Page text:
Associate Professor of Homiletics at Lutheran Theological Seminary at Philadelphia
On Friday afternoon in Philadelphia I was sitting in a movie theater watching James Bond take on a terrorist organization that had nefarious plans to take over intelligence data mining around the globe. The action scenes in the movie to destroy this terror group incorporated bombings, rampant gunfire, and sustained physical and emotional violence. When we emerged from the theater I checked my social media feeds and saw that it had "blown up" due to the violent terror attacks that had taken place in Paris. And I sighed, turned to my spouse and said, "It's happened again."
It is sad that I can simply say "It happened again" and people know it was either a mass shooting or a terror attack. These events have become all too commonplace in our world. The human tragedy and toll that accompanied this attack and all such attacks is significant. The desire is to wreck havoc on people and instill fear in our society. The desire is to destroy those who are different or who believe differently.
On my social media feed I saw two distinct groups of posters. The first were folks praying for and mourning with the people of Paris and for those elsewhere who are impacted by violence and terrorism on a regular basis - like those in Palestine, in Israel, in Afghanistan, and in other places. These folks were lifting up those who mourn, those injured, those killed, those in danger, those impacted by the attacks, and those first responders who work as police and medical personnel.
But they were also lifting up the people of Beirut who are recovering from a bombing two days before the Paris attacks. And they were lifting up the people in Baghdad who were impacted by a bombing at a funeral. These two incidences were not covered by the news media in the same ways as Paris. Is that because they weren't happening in the midst of a major world power? Were they not big enough news stories? Or was the lack of young white faces enough to keep the media away? I'm not sure but the violence they endured was just as devastating.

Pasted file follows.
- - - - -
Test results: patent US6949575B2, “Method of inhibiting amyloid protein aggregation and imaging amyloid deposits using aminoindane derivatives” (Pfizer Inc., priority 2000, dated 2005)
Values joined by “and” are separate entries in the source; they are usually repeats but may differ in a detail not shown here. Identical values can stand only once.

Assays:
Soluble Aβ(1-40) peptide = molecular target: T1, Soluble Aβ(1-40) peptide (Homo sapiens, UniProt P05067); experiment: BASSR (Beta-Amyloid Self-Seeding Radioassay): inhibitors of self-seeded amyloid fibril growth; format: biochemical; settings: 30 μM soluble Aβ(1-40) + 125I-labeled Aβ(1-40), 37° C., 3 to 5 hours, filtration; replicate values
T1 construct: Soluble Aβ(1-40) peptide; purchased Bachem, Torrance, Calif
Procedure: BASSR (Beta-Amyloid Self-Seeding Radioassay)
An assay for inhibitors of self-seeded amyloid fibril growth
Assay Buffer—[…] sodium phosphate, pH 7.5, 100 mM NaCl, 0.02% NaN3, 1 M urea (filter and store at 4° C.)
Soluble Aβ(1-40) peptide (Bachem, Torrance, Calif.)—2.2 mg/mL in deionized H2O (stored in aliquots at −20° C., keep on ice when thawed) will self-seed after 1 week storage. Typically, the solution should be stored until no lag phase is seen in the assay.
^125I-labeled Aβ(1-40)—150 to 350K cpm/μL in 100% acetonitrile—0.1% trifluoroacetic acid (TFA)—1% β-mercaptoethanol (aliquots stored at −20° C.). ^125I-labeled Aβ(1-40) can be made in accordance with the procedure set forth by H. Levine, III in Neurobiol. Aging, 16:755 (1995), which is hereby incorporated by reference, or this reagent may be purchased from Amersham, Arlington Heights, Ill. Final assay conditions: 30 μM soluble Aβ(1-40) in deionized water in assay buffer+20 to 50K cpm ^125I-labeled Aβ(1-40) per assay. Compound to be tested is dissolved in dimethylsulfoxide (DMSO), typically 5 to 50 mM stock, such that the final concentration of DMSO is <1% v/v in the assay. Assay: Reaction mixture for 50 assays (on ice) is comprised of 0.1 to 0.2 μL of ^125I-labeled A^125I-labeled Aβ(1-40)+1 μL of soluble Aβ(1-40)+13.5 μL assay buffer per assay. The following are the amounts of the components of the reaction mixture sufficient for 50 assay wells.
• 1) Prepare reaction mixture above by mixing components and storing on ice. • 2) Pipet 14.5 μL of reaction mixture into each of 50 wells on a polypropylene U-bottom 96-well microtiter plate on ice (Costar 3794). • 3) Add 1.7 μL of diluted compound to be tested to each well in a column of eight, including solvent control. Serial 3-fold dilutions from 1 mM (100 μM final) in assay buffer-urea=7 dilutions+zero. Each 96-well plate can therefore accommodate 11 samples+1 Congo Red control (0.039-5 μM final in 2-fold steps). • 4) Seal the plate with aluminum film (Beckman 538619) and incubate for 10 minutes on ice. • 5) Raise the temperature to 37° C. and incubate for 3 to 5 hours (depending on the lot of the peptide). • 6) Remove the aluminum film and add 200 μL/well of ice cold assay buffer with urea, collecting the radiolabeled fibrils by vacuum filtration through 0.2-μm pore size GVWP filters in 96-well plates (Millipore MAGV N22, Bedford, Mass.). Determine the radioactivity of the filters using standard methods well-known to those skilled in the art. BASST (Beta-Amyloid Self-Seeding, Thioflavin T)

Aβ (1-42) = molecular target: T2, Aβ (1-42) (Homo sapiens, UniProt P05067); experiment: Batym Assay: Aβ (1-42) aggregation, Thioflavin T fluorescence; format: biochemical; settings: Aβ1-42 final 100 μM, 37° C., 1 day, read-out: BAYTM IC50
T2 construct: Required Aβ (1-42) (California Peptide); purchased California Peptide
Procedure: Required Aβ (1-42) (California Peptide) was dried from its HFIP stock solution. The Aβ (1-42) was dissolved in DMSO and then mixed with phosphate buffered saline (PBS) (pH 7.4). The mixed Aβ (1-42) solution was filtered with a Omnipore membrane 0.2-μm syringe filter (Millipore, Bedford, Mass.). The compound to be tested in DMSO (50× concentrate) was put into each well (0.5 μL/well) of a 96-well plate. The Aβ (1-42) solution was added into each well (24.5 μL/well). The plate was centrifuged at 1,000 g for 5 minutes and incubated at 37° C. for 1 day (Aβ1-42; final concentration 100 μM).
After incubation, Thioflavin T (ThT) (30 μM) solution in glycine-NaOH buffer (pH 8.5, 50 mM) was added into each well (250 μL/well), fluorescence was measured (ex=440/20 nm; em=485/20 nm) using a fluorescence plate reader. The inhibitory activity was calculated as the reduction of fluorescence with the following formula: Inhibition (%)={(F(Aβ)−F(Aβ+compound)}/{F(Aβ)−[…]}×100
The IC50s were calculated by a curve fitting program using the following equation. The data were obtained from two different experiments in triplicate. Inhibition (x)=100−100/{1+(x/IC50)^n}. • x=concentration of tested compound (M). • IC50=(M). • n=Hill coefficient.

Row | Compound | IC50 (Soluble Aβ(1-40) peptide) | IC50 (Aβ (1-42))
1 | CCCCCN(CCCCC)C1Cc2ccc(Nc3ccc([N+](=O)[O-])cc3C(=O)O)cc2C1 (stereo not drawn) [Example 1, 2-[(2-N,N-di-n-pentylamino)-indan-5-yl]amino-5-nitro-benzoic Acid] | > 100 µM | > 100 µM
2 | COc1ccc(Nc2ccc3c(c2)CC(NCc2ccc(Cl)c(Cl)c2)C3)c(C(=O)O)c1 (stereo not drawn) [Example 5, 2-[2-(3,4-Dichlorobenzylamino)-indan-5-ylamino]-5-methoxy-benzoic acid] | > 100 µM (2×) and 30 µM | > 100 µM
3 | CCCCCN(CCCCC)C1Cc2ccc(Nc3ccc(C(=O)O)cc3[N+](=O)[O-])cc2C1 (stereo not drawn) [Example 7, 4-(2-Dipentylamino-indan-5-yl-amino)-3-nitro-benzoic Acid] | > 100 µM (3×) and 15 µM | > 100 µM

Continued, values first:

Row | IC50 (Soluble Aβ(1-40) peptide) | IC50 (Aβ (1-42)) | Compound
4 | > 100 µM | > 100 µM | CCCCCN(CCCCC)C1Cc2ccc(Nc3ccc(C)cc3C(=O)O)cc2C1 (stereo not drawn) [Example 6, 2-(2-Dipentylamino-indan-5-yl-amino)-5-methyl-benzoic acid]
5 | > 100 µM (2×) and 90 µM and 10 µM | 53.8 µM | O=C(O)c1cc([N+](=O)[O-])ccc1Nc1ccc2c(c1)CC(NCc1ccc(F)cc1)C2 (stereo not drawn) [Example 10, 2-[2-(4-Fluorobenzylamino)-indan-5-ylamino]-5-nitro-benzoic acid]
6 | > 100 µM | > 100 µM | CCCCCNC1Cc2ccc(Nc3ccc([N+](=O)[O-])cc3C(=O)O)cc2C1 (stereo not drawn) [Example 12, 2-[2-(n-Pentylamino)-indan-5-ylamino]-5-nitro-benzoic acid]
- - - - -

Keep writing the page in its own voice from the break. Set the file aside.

The second group of posters was rushing to judgment and condemnation of Muslim extremists before there was even a claim of responsibility. They were lumping all Muslims in the same camp as the radical extremists who they assumed had perpetrated this violence. It was not until much later that ISIS claimed responsibility but I saw post after post - some from noted politicians with an agenda to further their careers and view points and some from everyday citizens bent on denouncing all Muslims as violent killers. These posts were filled with vitriol and anger. There was little sympathy expressed for those killed or injured. These posts were about vengeance and retribution. Was it just too easy to go to hate and revenge?
The dichotomy was not lost on me. We live in a world of extremes and juxtapositions. The movie I chose to see last weekend was about a world-renowned chef reclaiming his life and falling in love again with his vocation. This week I saw a film about violence and terrorism. We live in the middle of both realities.
But I want to focus on the Sikh temples in Paris who opened their doors for people seeking shelter. I want to focus on the Parisian taxi drivers turning off their meters to drive people home from the attack zones. I want to focus on the thousands who are lining the streets of Paris to donate blood today. I want to focus on the doors of homes across Paris that were opened wide to offer safe spaces for those displaced by the police activities. I want to focus on the ways we can respond with grace and hope.